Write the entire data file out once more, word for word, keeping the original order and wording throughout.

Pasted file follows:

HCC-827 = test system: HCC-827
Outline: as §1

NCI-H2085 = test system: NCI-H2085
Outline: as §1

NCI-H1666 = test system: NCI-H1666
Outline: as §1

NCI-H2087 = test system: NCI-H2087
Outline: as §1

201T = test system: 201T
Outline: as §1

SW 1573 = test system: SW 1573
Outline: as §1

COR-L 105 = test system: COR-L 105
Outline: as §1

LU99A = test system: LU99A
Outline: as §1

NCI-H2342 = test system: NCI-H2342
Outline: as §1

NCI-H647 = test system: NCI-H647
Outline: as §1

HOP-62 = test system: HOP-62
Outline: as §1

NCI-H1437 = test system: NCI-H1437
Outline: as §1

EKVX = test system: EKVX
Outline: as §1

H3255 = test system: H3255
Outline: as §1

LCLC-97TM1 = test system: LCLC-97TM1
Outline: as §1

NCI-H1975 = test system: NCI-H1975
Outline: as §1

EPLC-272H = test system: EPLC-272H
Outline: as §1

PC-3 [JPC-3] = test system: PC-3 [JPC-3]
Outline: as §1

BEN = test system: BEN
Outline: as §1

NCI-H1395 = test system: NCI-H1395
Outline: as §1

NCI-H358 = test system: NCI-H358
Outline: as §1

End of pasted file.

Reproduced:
HCC-827 = test system: HCC-827
Outline: as §1

NCI-H2085 = test system: NCI-H2085
Outline: as §1

NCI-H1666 = test system: NCI-H1666
Outline: as §1

NCI-H2087 = test system: NCI-H2087
Outline: as §1

201T = test system: 201T
Outline: as §1

SW 1573 = test system: SW 1573
Outline: as §1

COR-L 105 = test system: COR-L 105
Outline: as §1

LU99A = test system: LU99A
Outline: as §1

NCI-H2342 = test system: NCI-H2342
Outline: as §1

NCI-H647 = test system: NCI-H647
Outline: as §1

HOP-62 = test system: HOP-62
Outline: as §1

NCI-H1437 = test system: NCI-H1437
Outline: as §1

EKVX = test system: EKVX
Outline: as §1

H3255 = test system: H3255
Outline: as §1

LCLC-97TM1 = test system: LCLC-97TM1
Outline: as §1

NCI-H1975 = test system: NCI-H1975
Outline: as §1

EPLC-272H = test system: EPLC-272H
Outline: as §1

PC-3 [JPC-3] = test system: PC-3 [JPC-3]
Outline: as §1

BEN = test system: BEN
Outline: as §1

NCI-H1395 = test system: NCI-H1395
Outline: as §1

NCI-H358 = test system: NCI-H358
Outline: as §1